A recent analysis of Egypt’s first nationally representative survey of hepatitis C virus (HCV) infection found female genital cutting (FGC) to be an independent risk factor for HCV infection for women in urban areas. We use the same dataset to extend this analysis. In an ecological analysis, we find a strong association between FGC and HCV prevalence (Pearson —74%;   ). HCV prevalence is significantly higher if FGC is performed by a non-Doctor (15.4%) than a Doctor (4.2%; ), and the calculated population attributable fraction of FGC for prevalent HCV seropositivity is high in women (79.8%).

1. Introduction

Why is Egypt’s hepatitis C (HCV) epidemic so much more intense than elsewhere? Numerous lines of evidence point to the key role that the widespread use of parenteral antischistosomal therapy (PAT) played in this regard [1, 2]. However, question marks remain: numerous other countries have experienced similarly intense mass intravenous injections campaigns with inadequate attention to injection sterility without dramatic HCV epidemics [3, 4]. Furthermore, numerous contemporary studies have found that less than 20% of those testing HCV seropositive in Egypt have a history of PAT exposure [1, 2]. Although there is some evidence of a reduction in incidence [5], this is disputed [6], and HCV incidence has remained high [6]. Nonsterile medical and dental activities have been convincingly shown to be important in this regard [2, 6], but little or no evidence has been provided that these practices are more prevalent in Egypt than other middle-income countries. These considerations suggest that there may be other cofactors which may have been important in the generation of Egypt’s uniquely high HCV prevalence. The results of a study to investigate the risk factors for prevalent HCV in Egypt using the country’s first nationally representative sample found that female genital cutting (FGC) was associated with HCV on multivariate analysis but only in urban areas [1]. Since Egypt is one of a small number of countries where FGC is widespread this relationship merits more attention. In this paper we extend the investigation of the link between FGC and HCV.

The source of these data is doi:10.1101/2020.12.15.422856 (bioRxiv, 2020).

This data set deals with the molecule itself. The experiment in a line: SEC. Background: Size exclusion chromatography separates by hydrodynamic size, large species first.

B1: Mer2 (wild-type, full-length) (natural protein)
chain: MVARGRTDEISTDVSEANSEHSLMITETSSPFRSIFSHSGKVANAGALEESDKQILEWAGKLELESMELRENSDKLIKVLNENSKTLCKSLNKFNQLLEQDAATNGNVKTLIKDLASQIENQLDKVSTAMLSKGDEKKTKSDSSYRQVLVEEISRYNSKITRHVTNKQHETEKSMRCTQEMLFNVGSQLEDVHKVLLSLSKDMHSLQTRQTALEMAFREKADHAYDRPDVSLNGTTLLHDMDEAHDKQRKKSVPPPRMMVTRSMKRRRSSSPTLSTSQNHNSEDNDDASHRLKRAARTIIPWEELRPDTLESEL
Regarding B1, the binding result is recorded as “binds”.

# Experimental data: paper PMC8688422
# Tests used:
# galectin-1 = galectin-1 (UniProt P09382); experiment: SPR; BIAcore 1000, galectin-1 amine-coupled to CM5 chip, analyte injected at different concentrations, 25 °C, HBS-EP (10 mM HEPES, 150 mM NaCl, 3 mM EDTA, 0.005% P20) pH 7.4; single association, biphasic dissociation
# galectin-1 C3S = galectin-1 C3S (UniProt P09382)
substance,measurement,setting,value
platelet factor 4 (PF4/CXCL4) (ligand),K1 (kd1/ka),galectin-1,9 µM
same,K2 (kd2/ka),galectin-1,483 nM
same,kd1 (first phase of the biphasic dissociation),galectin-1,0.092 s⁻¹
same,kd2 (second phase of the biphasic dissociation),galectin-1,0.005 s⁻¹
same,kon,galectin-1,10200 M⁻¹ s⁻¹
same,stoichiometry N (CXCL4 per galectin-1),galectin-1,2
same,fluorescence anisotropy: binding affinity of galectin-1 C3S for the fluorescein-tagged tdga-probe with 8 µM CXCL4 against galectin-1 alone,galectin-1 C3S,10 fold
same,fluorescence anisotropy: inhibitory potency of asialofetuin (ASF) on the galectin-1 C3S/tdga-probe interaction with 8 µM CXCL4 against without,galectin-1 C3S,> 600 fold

2. Materials and Methods

The Egyptian Demographic and Health Surveillance (EDHS), conducted in 2008, entailed a three-stage probability sample that provided a representative sample of 12,780 men and women aged 15–59. 11,126 (87.1%) of these agreed to provide blood for HCV testing. A third generation enzyme-linked immunosorbent assay was used to detect HCV antibodies (Adaltis EIAgen HCV Ab, Casalecchio di Reno, Italy). Full details of the survey and sampling strategy have been previously published [1, 7]. We further interrogated the relationship between FGC and HCV in four steps.